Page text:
3 thoughts on “Revolving doors and one-way streets: a disaggregated look at the UK’s migration figures”

  1. Posted 12/01/2015 at 12:50 | Permalink

    Well, that’s a good pussy-foot around some of the numbers. Here are the ONS immigration numbers (thousands) by citizenship and reason for migration for the year to June 2014:
    …………………..Gross……………………………………………………Net
    ………….Job…Looking…Student..Family…Total…..Job…Looking…Student..Family…Total
    British…..21……18…………9………..11………83..[..-31…….2…………..2……….-4…….-50
    EU15……45…….24………27………….7……..117..[..30……13…………23………..4……..67
    A8……….24…….23………..6………….8………74..[..17……18…………..5………..6……..44
    A2……….11…….13………..4………….4………32..[….9…….13………….3………..1……..27
    Total EU..82…….60………40………..16……..228..[..57…….44………..33……….11……142
    OCW……10………7………..2………….4………29..[….6……..0………….1…………3……..13
    NCW……16………3……….34……….21……….84..[…7…….-11………..32……….18……..49
    Other…..18……….3……….86……….29……..159..[….5……-17………..81……….25……105
    Non EU..44……..12……..121……….54……..272..[…17…..-28……….114……….46……168
    Total…..149……..97……..176……….84……..583..[..41…….24……….153………54…….260

    Job: definite job; Looking (for work); Total includes other reasons; OCW Old Commonwealth; NCW New Commonwealth.

    Footnote: of all former immigrants emigrating, just 51,000 came here as students from outside the EU, and 18,000 from inside the EU. If students emigrated at the end of their (multi year) courses, as May wishes, we would now be seeing emigration of former students in line with immigration of students roughly three years previously – or over 240,000 emigrants instead of 70,000. The difference would reduce overall net immigration to about 90,000 – dominated by those from the EU coming for work related reasons, including an alarming recent increase in those merely “looking for work”, rather than taking up jobs they have already secured.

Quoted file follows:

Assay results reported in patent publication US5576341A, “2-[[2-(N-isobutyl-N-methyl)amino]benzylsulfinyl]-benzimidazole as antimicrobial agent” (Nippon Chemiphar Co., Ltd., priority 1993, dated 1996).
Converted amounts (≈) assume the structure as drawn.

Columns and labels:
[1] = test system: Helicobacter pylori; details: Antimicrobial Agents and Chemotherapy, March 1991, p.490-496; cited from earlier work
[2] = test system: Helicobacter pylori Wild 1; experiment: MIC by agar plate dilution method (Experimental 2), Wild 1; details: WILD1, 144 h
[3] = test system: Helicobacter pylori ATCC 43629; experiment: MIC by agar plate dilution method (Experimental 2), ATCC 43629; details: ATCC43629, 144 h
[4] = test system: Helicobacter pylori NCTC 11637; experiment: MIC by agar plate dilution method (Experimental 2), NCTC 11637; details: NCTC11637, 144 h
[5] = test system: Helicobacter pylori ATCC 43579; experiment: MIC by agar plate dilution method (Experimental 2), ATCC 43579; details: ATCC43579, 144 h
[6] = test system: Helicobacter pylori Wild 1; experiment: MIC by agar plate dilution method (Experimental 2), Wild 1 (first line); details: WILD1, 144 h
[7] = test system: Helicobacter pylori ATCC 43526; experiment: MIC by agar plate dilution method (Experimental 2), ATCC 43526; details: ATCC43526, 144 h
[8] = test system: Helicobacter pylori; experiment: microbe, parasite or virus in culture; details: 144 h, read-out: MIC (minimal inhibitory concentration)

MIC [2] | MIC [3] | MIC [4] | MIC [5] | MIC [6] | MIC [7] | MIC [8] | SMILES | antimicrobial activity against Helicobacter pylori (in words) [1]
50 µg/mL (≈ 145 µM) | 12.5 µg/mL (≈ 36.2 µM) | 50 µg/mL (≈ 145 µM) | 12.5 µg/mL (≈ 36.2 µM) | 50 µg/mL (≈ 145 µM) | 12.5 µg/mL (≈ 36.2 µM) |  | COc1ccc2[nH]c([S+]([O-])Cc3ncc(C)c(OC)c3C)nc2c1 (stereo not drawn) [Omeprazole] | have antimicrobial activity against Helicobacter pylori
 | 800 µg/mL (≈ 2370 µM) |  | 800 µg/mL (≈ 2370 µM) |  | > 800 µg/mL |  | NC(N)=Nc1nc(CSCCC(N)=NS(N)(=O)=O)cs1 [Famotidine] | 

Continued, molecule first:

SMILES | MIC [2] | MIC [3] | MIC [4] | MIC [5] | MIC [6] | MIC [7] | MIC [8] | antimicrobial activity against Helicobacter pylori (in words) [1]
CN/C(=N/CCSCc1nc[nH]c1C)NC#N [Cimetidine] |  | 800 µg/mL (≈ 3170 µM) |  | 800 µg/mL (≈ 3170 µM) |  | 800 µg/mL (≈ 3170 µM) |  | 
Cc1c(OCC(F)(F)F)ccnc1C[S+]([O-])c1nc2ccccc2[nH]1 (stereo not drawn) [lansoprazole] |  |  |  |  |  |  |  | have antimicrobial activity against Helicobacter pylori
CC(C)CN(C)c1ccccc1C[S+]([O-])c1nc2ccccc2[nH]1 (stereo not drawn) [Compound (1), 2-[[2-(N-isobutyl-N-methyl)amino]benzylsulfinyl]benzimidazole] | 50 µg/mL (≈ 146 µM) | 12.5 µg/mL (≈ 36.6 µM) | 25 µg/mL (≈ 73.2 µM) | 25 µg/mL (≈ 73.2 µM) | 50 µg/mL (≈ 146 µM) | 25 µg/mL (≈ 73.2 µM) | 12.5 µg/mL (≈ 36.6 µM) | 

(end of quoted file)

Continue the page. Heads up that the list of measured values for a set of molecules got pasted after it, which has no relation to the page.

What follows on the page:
Students are the big immigration backdoor. We should be increasing our monitoring of them, to ensure that it is not being abused, as we know it has been. May’s proposal is eminently sensible, and indeed, how things used to be. We then get to choose the best workers to fulfil essential roles from a global pool, not merely those who managed to wangle a student visa, and we are not forced to hang on to mediocre students who manage to clear some low bar income hurdle, or who simply stay on illegally in large numbers anyway.

  2. Posted 14/01/2015 at 13:06 | Permalink

    Len, you speak of the ‘appalling school language teaching’, as a young person myself who finished his A-levels a few years ago- and did a language- I’m not sure I agree with your statement. I don’t feel its the system that’s at fault here, and we could do well to look at the picture through an economic lense: a significant proportion of the world speak/learn English, and this will be proportionately even higher in professional circles + well paid jobs etc. Its a basic question of time allocation: why would a student opt to learn a language from which they will gain limited utility in the future, compared to say Further Maths which will beef up the CV and help gain admission to a top university? The current GCSE + A-level syllabus in languages is actually pretty good in my opinion, and I don’t want to see another pointless rewriting/adjusting of it when frankly, it’s probably not broken. What WILL be interesting to see is in 30 or 40 years time when the commercial centre of gravity as shifted towards non-English countries or economic activity, and the potential utility gain from languages is much higher, will there be more British students taking up a language. I strongly suspect so.

  3. Posted 16/01/2015 at 15:43 | Permalink

    Jay, the gravity of world trade may shift, but there’s a strong path dependency here. Given that English has already become the language of international commerce, it will probably remain so, no matter what happens to the economies of the English-speaking countries. The cost of switching would simply be too high.

Comments are closed.